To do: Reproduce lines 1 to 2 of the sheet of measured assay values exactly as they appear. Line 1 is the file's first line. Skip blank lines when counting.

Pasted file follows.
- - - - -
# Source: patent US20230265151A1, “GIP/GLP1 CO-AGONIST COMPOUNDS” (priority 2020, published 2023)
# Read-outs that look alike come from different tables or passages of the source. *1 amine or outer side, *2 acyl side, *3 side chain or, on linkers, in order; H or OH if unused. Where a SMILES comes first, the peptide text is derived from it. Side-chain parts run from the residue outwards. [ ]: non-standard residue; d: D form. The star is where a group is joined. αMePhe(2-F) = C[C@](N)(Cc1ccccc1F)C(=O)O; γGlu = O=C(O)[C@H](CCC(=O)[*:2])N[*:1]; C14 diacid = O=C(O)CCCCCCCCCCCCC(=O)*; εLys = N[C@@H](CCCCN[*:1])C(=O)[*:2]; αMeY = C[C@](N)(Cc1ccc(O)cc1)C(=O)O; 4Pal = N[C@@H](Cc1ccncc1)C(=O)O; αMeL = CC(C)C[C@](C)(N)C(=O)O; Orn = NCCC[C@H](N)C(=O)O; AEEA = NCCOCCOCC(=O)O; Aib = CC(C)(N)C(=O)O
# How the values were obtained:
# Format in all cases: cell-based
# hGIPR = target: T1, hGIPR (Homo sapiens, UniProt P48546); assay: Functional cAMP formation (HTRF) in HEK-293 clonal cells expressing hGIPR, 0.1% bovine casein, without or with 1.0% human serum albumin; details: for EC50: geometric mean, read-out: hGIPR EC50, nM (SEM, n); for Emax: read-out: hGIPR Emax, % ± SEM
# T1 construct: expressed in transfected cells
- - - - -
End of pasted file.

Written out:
# Source: patent US20230265151A1, “GIP/GLP1 CO-AGONIST COMPOUNDS” (priority 2020, published 2023)
# Read-outs that look alike come from different tables or passages of the source. *1 amine or outer side, *2 acyl side, *3 side chain or, on linkers, in order; H or OH if unused. Where a SMILES comes first, the peptide text is derived from it. Side-chain parts run from the residue outwards. [ ]: non-standard residue; d: D form. The star is where a group is joined. αMePhe(2-F) = C[C@](N)(Cc1ccccc1F)C(=O)O; γGlu = O=C(O)[C@H](CCC(=O)[*:2])N[*:1]; C14 diacid = O=C(O)CCCCCCCCCCCCC(=O)*; εLys = N[C@@H](CCCCN[*:1])C(=O)[*:2]; αMeY = C[C@](N)(Cc1ccc(O)cc1)C(=O)O; 4Pal = N[C@@H](Cc1ccncc1)C(=O)O; αMeL = CC(C)C[C@](C)(N)C(=O)O; Orn = NCCC[C@H](N)C(=O)O; AEEA = NCCOCCOCC(=O)O; Aib = CC(C)(N)C(=O)O